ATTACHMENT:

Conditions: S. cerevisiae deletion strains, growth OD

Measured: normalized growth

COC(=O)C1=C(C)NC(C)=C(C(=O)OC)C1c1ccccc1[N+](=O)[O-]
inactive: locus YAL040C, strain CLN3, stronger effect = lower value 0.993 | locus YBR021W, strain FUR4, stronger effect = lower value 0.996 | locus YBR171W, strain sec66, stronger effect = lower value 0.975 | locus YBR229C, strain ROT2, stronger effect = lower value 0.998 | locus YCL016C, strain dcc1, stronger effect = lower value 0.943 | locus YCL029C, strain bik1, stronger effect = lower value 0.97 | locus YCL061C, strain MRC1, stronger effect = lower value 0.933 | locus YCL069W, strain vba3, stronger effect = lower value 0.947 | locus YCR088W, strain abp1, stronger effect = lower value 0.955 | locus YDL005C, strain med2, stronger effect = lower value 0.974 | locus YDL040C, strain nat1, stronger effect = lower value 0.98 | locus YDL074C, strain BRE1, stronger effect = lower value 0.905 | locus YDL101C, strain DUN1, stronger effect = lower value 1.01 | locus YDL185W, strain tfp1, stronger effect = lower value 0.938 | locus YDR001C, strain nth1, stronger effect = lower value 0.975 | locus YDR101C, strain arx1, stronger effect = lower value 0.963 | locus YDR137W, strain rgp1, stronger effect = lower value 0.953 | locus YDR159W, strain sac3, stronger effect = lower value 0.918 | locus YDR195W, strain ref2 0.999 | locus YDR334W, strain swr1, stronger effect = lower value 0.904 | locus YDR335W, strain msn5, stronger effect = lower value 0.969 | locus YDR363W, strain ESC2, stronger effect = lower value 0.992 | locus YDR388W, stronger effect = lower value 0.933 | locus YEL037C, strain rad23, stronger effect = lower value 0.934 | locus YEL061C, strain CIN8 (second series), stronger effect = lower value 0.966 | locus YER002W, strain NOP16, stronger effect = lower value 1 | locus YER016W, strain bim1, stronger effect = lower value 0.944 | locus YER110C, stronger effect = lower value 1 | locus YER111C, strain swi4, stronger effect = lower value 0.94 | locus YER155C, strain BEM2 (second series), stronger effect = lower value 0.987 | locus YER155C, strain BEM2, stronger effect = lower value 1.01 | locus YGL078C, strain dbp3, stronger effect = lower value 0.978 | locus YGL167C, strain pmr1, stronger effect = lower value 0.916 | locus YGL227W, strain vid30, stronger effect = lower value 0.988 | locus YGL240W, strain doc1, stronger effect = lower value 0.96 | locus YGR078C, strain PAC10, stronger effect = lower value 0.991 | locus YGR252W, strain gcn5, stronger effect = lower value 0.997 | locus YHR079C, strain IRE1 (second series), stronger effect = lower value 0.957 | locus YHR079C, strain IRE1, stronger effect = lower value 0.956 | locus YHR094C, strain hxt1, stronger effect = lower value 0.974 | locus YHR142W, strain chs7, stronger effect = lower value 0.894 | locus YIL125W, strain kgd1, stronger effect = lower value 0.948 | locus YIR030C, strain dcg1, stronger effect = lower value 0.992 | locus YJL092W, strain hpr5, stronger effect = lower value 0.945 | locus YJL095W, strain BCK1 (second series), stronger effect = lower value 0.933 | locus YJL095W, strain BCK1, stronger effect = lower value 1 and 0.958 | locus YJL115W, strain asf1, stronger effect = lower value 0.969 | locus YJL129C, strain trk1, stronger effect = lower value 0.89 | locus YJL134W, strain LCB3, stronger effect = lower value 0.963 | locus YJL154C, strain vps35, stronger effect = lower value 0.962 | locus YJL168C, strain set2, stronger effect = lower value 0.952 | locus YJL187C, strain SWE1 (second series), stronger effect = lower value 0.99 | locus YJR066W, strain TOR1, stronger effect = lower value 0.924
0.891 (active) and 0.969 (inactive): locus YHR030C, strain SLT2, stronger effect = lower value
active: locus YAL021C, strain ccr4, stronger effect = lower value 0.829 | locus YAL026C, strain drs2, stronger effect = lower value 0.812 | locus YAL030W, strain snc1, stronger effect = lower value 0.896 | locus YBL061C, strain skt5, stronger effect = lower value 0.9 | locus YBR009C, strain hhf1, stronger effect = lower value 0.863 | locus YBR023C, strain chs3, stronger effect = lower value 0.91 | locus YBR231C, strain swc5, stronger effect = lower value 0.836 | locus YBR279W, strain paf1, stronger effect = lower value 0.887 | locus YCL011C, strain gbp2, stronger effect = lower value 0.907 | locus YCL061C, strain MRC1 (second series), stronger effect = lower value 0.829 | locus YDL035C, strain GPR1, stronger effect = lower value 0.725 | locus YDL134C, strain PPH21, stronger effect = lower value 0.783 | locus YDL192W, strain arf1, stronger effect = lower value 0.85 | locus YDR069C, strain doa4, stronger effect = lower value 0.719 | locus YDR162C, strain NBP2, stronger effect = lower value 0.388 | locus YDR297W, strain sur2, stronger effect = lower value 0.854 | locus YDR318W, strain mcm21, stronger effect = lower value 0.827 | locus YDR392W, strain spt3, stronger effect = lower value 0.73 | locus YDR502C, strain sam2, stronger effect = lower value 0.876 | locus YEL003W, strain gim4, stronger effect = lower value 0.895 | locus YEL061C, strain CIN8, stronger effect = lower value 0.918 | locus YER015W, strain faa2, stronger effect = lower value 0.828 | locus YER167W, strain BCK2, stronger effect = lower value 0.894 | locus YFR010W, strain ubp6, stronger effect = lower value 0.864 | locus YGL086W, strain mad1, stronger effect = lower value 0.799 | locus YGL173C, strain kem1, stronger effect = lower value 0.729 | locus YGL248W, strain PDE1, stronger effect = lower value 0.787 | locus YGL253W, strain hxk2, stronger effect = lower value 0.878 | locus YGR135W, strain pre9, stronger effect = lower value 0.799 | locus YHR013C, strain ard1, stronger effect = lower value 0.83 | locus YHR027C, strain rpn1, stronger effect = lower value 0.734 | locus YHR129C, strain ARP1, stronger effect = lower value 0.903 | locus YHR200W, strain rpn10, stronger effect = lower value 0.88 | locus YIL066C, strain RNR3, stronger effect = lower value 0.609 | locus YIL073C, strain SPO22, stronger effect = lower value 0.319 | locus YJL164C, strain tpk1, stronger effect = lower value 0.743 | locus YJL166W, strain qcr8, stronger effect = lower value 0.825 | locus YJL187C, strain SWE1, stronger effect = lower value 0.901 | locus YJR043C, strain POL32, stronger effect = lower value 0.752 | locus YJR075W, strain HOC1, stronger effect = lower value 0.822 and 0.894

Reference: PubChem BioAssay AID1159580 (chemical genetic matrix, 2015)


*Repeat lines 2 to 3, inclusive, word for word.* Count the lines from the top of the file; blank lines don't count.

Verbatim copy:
Measured: normalized growth

COC(=O)C1=C(C)NC(C)=C(C(=O)OC)C1c1ccccc1[N+](=O)[O-]